Georgia Runoff Election Results


New York Times

Jon Ossoff and the Rev. Raphael Warnock campaigning in Atlanta. Both defeated their Republican opponents, assuring that the balance of power in the Senate will shift.

Results by Numbers

After a tough fight, Democrats officially swept the Georgia runoff election, called on January 6th. Via The New York Times, Raphael Warnock and Jon Ossoff won their races with 50.8% and 50.4% of the general vote respectively, leaving their opponents, Kelly Loeffler and David Perdue, trailing at 49.2% and 49.6% each. These triumphs can be attributed to not only the skillfully run campaigns, but the hard work of activists and community organizers like Stacey Abrams. Democrats should also be grateful for Black voters, who have once again paved the way for victory. According to Five ThirtyEight, 4.4 million people voted, breaking the previous record for a runoff set in 2008 by double the amount. With an unprecedented 60% of eligible voters participating, Ossoff and Warnock were able to overcome the odds set against them by living in a historically red state. 



On a national scale, the influence of Ossoff and Warnock’s wins will be massive. The Senate is now split 50-50, meaning Kamala Harris will be the deciding vote in any evenly split votes. Therefore, Republican Mitch McConnell of Kentucky, with a reputation of being a bitterly partisan Majority Leader, will now be replaced by Democrat Chuck Schumer. With full control of the Legislative and Executive branches, a more progressive democratic agenda will have an opportunity to thrive. Higher stimulus checks, increased environmental regulation and investment in clean energy, and criminal justice reform will certainly be high on the list of priorities, which might not have been pursued to the same extent without Senate control. The trajectory of American life has changed drastically.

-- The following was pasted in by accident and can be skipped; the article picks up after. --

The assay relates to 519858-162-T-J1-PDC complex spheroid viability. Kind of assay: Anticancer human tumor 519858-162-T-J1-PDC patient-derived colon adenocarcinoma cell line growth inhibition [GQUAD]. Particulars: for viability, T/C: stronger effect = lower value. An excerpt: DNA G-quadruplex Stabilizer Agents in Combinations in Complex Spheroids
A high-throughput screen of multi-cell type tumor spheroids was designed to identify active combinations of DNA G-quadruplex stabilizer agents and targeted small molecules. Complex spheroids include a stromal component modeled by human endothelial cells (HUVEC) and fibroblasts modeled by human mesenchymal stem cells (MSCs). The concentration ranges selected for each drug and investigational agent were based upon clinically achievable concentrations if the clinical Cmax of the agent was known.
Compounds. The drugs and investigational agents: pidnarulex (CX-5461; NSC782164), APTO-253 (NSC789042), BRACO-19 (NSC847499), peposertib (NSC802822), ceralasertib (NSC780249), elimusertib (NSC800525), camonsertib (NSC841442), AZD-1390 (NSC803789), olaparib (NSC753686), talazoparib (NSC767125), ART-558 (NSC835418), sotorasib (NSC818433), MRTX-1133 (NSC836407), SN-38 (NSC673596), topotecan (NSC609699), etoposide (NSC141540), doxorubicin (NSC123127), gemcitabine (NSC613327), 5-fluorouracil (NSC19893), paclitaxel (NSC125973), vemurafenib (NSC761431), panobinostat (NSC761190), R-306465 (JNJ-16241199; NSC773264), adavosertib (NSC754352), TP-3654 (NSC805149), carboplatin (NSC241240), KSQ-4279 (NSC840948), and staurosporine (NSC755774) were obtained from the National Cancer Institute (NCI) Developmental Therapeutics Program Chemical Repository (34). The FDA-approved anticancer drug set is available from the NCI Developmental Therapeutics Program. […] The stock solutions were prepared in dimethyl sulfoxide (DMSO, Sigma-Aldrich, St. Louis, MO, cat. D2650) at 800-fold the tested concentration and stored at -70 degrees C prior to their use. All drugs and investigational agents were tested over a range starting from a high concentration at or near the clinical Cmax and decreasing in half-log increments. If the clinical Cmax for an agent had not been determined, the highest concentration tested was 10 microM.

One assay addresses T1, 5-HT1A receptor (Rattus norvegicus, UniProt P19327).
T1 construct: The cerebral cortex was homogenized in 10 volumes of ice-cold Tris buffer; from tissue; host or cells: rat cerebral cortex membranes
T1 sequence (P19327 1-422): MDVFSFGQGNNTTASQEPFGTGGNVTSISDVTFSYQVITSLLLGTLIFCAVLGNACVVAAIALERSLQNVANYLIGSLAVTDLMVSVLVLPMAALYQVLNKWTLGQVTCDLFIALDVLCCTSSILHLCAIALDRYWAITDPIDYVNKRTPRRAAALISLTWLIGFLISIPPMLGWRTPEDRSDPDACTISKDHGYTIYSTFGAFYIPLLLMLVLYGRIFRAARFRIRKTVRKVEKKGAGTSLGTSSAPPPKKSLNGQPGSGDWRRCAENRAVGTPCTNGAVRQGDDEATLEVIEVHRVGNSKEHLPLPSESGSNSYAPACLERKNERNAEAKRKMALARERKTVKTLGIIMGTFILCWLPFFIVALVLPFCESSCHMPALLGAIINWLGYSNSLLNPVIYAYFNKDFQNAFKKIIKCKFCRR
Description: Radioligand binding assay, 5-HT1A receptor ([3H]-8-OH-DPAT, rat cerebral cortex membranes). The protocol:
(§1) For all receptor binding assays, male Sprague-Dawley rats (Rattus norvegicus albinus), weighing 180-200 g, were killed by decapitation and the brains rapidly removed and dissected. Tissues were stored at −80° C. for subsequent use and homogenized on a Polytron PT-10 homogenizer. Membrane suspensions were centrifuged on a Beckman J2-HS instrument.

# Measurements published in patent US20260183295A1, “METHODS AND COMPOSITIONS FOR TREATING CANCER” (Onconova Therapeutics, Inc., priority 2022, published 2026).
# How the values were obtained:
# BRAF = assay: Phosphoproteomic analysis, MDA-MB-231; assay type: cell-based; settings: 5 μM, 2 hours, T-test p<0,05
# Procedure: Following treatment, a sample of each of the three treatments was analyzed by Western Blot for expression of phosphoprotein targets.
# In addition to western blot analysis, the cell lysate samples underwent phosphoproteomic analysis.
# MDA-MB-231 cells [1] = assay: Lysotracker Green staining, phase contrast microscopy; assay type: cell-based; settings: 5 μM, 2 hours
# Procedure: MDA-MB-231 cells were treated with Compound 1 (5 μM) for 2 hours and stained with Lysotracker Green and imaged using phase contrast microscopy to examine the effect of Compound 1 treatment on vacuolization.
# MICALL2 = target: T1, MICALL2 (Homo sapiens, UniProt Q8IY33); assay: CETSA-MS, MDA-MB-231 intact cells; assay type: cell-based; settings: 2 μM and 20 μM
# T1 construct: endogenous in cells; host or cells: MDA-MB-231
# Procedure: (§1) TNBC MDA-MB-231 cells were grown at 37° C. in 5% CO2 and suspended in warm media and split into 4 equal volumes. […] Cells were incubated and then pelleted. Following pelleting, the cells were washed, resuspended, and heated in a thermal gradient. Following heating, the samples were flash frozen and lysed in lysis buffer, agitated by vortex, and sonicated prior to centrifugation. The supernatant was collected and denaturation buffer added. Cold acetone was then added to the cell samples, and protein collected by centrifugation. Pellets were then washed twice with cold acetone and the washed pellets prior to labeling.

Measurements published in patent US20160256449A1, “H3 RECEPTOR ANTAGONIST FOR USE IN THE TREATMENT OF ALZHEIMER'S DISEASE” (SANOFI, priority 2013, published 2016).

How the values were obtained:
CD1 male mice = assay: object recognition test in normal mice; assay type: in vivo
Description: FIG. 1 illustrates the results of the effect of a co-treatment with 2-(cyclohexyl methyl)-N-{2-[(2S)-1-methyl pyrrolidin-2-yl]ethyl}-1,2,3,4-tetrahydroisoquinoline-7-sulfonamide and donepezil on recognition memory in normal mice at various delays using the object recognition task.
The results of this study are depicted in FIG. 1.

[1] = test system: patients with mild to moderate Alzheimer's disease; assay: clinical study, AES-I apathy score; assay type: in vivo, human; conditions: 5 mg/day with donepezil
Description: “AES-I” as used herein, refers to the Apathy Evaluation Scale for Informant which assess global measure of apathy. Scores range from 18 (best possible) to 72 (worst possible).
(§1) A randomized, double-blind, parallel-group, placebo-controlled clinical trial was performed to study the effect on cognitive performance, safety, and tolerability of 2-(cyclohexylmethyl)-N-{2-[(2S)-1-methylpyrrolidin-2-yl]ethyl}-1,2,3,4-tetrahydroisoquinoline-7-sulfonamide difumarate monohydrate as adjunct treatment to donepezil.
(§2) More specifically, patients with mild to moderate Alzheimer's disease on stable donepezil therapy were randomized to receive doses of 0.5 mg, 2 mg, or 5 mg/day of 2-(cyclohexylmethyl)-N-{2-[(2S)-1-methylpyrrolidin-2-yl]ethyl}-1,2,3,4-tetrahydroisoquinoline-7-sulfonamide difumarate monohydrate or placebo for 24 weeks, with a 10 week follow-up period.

However, the nation as a whole is not the only one experiencing great change. The state of Georgia, once staunchly Republican, has elected a Democrat President, and two Senators in the past election cycle. This is representative of a greater demographic shift and increased urbanization. Georgia can safely be called a purple state, something that would have been unheard of just years ago.


History in the Making

It cannot be overlooked that Georgia’s elected Senators are breaking down barriers. Jon Ossoff is the first Jewish and youngest Georgia Senator. Raphael Warnock is the first Black Senator from Georgia. These victories are historic, representing the progress that has been made. In an interview with NPR, Warnock said of his mother, “The other day, because this is America, the 82-year-old hands that used to pick somebody else’s cotton went to the polls and picked her youngest son to be a United States Senator.” Putting into perspective the great disparities in America, especially in southern states like Georgia, Warnock’s story gives hope for the future. Undoubtedly, Ossoff and Warnock represent a more inclusive America.